FORT MYERS, Fla. — A sixth death from a lung related disease has been reported due to vaping. This one in Kansas. Last week, the Centers for Disease Control and Prevention sent out a warning telling people to stop vaping.
The growing dangers of e- cigarettes prompting the Lee County School District to address the issue head on. New research shows vaping among teens is not just a problem in Lee county, but across the country. "Our statistics from 2018 show out of middle school and high schoolers one third of them tried vaping at one point of their life," said Kathy Wynne, a prevention specialist."
According to the 2018 Florida Youth Substance abuse survey, the number of Lee County teens who reported using e-cigarettes in the past 30 days was more than 10 times the rate of those who used traditional cigarettes and 35 percent of high school and middle school students in Lee County say they have tried vaping . The goal of tonight's meeting was to reveal the harmful effects that vaping can have on students and provide a more detailed account of the chemicals in e- cigarettes. "When vaping first started it was the idea it was harmless water vaping or flavor vaping and its actually aerosol, so we want parents to know about the chemicals in vaping," said Wynne.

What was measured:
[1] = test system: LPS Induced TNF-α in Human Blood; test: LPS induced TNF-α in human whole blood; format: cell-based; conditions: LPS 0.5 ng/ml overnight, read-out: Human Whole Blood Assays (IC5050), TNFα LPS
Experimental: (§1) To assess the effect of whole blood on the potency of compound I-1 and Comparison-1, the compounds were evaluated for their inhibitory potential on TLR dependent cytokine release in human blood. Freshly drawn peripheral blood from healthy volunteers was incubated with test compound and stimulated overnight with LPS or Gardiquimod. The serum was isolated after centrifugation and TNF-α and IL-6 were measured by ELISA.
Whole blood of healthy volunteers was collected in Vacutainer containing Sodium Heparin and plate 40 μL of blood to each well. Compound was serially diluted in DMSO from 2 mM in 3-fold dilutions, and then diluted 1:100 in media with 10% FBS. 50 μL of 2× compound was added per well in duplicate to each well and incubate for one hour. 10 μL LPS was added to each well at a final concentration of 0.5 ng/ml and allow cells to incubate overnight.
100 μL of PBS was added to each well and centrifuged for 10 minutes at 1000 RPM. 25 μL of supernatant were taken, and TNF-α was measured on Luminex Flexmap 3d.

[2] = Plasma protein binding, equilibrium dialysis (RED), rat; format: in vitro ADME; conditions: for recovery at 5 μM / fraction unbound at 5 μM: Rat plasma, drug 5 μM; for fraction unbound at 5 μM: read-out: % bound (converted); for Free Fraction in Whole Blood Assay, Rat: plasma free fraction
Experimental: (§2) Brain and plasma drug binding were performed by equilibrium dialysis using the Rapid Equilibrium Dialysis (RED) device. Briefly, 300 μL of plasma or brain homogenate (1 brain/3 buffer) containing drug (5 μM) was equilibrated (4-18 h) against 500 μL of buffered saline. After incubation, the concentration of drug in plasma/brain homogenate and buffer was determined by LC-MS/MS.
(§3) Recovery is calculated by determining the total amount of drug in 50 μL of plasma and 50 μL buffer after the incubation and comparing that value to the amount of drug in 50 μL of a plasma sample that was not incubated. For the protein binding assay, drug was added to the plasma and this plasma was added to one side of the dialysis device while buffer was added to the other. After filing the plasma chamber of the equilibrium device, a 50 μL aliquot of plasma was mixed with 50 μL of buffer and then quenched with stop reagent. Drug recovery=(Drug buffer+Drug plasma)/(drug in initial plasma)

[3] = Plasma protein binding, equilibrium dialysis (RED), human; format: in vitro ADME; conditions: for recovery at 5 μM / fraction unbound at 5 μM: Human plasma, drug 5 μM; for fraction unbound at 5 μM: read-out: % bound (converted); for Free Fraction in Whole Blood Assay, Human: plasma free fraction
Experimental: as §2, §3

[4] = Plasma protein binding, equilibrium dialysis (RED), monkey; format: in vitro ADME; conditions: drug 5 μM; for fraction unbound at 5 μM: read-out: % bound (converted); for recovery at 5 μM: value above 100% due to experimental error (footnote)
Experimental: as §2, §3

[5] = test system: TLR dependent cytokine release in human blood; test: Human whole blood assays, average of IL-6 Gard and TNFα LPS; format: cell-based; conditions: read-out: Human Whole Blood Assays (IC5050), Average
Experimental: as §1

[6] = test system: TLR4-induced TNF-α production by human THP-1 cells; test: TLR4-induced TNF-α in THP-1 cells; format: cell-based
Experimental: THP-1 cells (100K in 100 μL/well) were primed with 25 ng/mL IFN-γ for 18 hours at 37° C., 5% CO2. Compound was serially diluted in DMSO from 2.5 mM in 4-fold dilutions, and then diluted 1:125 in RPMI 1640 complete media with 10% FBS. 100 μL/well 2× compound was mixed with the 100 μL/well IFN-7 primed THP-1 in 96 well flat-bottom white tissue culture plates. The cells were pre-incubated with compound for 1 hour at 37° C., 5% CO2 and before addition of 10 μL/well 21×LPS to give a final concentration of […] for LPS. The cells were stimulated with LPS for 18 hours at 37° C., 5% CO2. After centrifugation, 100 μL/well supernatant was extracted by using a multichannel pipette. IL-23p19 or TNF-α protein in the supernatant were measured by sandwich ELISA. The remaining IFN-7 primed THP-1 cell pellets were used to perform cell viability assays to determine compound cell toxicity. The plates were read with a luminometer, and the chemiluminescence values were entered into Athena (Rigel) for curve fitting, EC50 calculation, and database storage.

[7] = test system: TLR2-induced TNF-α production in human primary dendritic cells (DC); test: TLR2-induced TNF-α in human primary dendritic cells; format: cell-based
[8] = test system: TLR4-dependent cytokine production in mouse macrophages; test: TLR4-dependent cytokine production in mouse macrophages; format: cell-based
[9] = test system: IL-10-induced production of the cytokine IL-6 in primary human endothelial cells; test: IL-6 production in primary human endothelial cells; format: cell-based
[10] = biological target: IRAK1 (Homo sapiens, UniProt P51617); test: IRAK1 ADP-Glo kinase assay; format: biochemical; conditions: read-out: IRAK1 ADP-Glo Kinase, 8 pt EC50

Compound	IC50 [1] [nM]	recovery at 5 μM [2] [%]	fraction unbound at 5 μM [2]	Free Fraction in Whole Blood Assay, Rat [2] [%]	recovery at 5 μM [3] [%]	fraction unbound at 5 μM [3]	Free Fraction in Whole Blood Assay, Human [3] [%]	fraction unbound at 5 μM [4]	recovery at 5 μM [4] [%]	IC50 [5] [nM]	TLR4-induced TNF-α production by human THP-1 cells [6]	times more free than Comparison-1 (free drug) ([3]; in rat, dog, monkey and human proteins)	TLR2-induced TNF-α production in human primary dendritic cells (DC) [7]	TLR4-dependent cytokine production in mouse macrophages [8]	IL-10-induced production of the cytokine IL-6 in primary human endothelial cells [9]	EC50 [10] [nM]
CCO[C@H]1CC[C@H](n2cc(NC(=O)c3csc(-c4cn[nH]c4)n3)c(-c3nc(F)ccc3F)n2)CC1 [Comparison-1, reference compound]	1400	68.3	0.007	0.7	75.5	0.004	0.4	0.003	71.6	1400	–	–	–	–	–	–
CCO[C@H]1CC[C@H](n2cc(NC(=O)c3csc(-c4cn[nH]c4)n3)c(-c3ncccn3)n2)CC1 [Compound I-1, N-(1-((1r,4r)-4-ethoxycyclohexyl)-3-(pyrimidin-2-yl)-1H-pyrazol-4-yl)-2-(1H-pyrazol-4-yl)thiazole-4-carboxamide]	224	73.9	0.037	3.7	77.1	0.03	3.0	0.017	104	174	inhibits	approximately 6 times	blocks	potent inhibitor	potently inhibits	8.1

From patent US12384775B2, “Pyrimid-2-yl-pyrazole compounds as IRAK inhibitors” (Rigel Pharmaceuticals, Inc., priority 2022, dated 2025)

Robyn Locke who has a middle school student says recent news reports on the number of deaths linked to vaping has her on high alert.
"It's always been a concern and we're trying to look out for the youngest one, trying to prevent any addiction and know what the different things are," said Locke.
She says tonight's meeting was an alarming wake-up call on how e-cigarettes is a widespread epidemic and teens should avoid them.
"How out there it is, how it's happening and all the ways they can get their hands on it."